U.S. Allies’ Behavior Undermines the Goals of GCC Summit
By Leah Schulz
Today President Obama arrives in Riyadh where he will meet with King Salman before participating in a summit with leaders of the Gulf Cooperation Council: Saudi Arabia, Kuwait, the United Arab Emirates, Qatar, Bahrain, and Oman.
According to the White House, the summit is an opportunity for leaders to strengthen U.S.-GCC security cooperation and “will also provide an opportunity for leaders to discuss additional steps to intensify pressure on [Islamic State], address regional conflicts, and de-escalate regional and sectarian tensions.”
As the United States continues its efforts against ISIS and the rise of violent extremism, the GCC countries are necessary partners. However, the long-term sustainability and effectiveness of U.S.-GCC cooperation depends on the Gulf countries’ respect for human rights and civil society.
Since the Arab Spring protests of 2011, Saudi Arabia and the GCC states, including the United Arab Emirates and Bahrain, have been leading a region-wide pushback against demands for democratic reform and open civil society. Instead of working with human rights defenders to combat extremism and build tolerant societies, authorities in the GCC countries are imprisoning them, in some cases for life, for promoting human rights such as freedom of expression, association, and peaceful assembly.
The GCC Summit host country, Saudi Arabia, systematically targets human rights defenders. As of the end of 2015, numerous members of the Saudi Civil and Political Rights Association (ACPRA), including Abdulrahman Al Hamid and Abdulkareem Al Khoder, were serving lengthy sentences on vague charges imposed under the country’s anti-terrorism law. Similarly, the head of the Saudi Arabia Monitor of Human Rights (MHRSA) and human rights lawyer, Waleed Abu Al Khair, is serving a 15-year sentence on terrorism-related charges. Other distinguished activists, including Raif Badawi and Ashraf Fayadh, have been persecuted in part for their criticisms of extremist interpretations of religion and support for tolerance and religious freedom.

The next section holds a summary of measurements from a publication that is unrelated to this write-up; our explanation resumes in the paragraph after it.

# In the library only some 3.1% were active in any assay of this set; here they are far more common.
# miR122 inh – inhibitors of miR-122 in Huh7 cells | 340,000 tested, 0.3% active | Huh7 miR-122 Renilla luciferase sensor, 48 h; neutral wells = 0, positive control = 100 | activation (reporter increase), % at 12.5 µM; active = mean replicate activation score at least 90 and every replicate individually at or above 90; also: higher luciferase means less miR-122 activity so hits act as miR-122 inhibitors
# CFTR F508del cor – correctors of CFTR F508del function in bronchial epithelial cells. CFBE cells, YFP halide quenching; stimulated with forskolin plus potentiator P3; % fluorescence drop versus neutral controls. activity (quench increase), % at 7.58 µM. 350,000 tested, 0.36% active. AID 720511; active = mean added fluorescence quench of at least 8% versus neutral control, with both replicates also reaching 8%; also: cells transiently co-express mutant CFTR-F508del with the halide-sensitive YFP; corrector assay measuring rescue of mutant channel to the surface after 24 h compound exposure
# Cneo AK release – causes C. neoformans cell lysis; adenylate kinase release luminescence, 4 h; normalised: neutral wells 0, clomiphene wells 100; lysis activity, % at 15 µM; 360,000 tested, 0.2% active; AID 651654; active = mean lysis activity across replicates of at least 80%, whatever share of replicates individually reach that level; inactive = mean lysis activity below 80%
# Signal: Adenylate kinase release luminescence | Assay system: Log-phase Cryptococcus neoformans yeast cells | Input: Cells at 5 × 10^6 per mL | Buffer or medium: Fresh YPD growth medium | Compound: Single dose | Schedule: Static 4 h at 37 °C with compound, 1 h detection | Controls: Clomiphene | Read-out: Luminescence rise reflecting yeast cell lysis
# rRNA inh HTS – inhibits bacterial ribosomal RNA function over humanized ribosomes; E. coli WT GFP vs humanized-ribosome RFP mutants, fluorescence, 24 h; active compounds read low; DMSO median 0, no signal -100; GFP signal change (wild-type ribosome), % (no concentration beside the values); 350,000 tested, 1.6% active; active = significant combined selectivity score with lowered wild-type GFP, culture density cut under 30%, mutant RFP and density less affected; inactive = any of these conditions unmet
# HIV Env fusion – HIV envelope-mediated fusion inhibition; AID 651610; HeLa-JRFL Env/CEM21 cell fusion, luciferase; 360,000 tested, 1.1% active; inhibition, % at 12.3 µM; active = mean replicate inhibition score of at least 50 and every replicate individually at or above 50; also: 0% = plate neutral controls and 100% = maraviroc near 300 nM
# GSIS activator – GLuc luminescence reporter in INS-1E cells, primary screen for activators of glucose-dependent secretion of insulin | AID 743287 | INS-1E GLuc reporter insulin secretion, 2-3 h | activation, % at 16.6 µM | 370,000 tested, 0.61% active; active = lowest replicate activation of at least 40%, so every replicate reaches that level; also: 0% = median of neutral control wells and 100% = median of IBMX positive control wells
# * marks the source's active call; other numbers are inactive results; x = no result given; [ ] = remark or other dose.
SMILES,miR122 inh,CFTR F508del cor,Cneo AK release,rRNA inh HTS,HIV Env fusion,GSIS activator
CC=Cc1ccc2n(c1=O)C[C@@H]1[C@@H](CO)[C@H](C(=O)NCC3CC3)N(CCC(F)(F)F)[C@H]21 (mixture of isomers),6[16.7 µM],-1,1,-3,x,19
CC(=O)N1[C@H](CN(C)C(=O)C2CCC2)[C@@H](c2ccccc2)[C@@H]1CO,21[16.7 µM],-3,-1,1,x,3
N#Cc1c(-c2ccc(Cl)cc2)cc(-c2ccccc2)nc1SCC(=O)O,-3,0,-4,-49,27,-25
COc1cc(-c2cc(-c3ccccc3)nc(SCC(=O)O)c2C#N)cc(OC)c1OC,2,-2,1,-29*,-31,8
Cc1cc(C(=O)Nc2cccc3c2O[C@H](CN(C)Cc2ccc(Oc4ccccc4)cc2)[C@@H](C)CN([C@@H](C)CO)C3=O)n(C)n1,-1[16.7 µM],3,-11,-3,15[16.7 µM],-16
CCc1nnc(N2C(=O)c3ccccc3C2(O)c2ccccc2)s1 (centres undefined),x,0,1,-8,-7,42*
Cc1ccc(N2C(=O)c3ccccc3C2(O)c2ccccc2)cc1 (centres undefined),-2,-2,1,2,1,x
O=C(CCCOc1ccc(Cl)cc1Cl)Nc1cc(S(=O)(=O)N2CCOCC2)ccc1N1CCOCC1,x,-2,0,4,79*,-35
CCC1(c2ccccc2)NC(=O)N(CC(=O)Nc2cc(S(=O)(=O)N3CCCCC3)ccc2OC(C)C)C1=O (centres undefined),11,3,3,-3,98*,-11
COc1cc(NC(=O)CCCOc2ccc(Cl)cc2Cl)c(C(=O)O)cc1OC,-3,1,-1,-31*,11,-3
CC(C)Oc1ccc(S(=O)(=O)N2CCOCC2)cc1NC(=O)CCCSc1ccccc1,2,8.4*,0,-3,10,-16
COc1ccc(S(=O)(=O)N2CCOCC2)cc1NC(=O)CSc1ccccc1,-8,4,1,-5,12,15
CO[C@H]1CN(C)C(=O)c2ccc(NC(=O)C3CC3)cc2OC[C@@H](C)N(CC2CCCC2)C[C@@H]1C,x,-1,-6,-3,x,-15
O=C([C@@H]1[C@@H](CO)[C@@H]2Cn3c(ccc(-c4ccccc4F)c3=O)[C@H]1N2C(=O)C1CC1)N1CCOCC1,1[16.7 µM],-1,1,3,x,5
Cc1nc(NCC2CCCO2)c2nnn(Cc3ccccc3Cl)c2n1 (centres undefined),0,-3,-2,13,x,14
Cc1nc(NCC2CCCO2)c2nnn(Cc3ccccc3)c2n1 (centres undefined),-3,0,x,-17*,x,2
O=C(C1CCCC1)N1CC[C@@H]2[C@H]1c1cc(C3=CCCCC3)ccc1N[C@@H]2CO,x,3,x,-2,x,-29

These peaceful critics are essential for open, responsive governance. Silencing their voices creates a vacuum for violent extremism to take root and flourish.
Bahrain’s rulers have also cracked down on prominent human rights defenders, who are either in prison, face prison sentences, are subject to travel bans, or are in exile. Last month, Zainab Al Khawaja was given a three-year prison sentence for politicized charges related to a series of peaceful protests against the regime. Other prominent activists and founders of Bahraini human rights NGOs are imprisoned on terrorism-related charges for their peaceful role in the 2011 demonstrations. Zainab’s father, co-founder of the Bahrain Center for Human Rights Abdulhadi Al Khawaja, is serving life in prison, while co-founder the Bahrain Youth Society for Human Rights, Naji Fateel, is serving a 15-year sentence.
Just as in Bahrain and Saudi Arabia, authorities in the United Arab Emirates use the need to combat terrorism as a pretext to silence peaceful dissent. They have similarly adopted broadly worded, catchall anti-terrorism and cybercrime laws that they exploit to prosecute and jail non-violent government critics. Ahmed Mansoor is one of the few human rights defenders within the United Arab Emirates who independently monitors human rights abuses within the country. He has been imprisoned on convictions such as “insulting officials” and is banned from travel. The United States largely ignores these abuses as it coordinates counterterrorism with the UAE via the Sawab Center, a digital communications hub aimed at combating extremist propaganda. By doing so, it enables a repressive ally and overlooks the undeniable link between the country’s political repression and the grievances that drive violent extremism.
Progress on human rights is critical to the sustainability and effectiveness of joint efforts to combat violent extremism in the region. In failing to address GCC countries’ crackdown on human rights activists and suppression of civil society, the United States may foster immediate military cooperation against ISIS, but will ultimately lose the war against violent extremism.